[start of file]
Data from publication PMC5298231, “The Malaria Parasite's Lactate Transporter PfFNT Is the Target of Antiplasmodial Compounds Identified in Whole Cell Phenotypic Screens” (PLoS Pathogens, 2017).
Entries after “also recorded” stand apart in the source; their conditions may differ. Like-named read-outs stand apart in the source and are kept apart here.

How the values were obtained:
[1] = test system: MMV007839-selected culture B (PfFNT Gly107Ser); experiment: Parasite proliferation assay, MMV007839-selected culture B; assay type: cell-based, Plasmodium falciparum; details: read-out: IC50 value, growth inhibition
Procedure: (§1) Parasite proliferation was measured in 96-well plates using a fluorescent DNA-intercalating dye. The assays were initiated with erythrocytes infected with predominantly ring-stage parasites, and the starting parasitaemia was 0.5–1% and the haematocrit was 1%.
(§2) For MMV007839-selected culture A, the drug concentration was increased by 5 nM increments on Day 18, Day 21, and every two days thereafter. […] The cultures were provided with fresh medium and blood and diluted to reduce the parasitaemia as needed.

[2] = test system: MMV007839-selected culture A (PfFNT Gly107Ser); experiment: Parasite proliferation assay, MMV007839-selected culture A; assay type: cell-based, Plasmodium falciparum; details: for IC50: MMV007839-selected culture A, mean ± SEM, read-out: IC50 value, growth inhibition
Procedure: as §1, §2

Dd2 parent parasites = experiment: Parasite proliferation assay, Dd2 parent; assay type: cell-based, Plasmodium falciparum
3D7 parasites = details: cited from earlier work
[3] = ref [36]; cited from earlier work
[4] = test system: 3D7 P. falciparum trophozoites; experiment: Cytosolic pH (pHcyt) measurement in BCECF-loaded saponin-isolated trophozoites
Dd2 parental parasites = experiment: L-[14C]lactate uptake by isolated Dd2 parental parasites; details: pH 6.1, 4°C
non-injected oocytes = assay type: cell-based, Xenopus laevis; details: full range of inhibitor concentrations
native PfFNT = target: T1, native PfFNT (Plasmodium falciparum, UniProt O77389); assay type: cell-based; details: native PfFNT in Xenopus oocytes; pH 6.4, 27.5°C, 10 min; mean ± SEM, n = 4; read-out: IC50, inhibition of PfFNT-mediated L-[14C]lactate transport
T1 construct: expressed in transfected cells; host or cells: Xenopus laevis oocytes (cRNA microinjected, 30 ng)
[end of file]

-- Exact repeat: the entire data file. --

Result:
Data from publication PMC5298231, “The Malaria Parasite's Lactate Transporter PfFNT Is the Target of Antiplasmodial Compounds Identified in Whole Cell Phenotypic Screens” (PLoS Pathogens, 2017).
Entries after “also recorded” stand apart in the source; their conditions may differ. Like-named read-outs stand apart in the source and are kept apart here.

How the values were obtained:
[1] = test system: MMV007839-selected culture B (PfFNT Gly107Ser); experiment: Parasite proliferation assay, MMV007839-selected culture B; assay type: cell-based, Plasmodium falciparum; details: read-out: IC50 value, growth inhibition
Procedure: (§1) Parasite proliferation was measured in 96-well plates using a fluorescent DNA-intercalating dye. The assays were initiated with erythrocytes infected with predominantly ring-stage parasites, and the starting parasitaemia was 0.5–1% and the haematocrit was 1%.
(§2) For MMV007839-selected culture A, the drug concentration was increased by 5 nM increments on Day 18, Day 21, and every two days thereafter. […] The cultures were provided with fresh medium and blood and diluted to reduce the parasitaemia as needed.

[2] = test system: MMV007839-selected culture A (PfFNT Gly107Ser); experiment: Parasite proliferation assay, MMV007839-selected culture A; assay type: cell-based, Plasmodium falciparum; details: for IC50: MMV007839-selected culture A, mean ± SEM, read-out: IC50 value, growth inhibition
Procedure: as §1, §2

Dd2 parent parasites = experiment: Parasite proliferation assay, Dd2 parent; assay type: cell-based, Plasmodium falciparum
3D7 parasites = details: cited from earlier work
[3] = ref [36]; cited from earlier work
[4] = test system: 3D7 P. falciparum trophozoites; experiment: Cytosolic pH (pHcyt) measurement in BCECF-loaded saponin-isolated trophozoites
Dd2 parental parasites = experiment: L-[14C]lactate uptake by isolated Dd2 parental parasites; details: pH 6.1, 4°C
non-injected oocytes = assay type: cell-based, Xenopus laevis; details: full range of inhibitor concentrations
native PfFNT = target: T1, native PfFNT (Plasmodium falciparum, UniProt O77389); assay type: cell-based; details: native PfFNT in Xenopus oocytes; pH 6.4, 27.5°C, 10 min; mean ± SEM, n = 4; read-out: IC50, inhibition of PfFNT-mediated L-[14C]lactate transport
T1 construct: expressed in transfected cells; host or cells: Xenopus laevis oocytes (cRNA microinjected, 30 ng)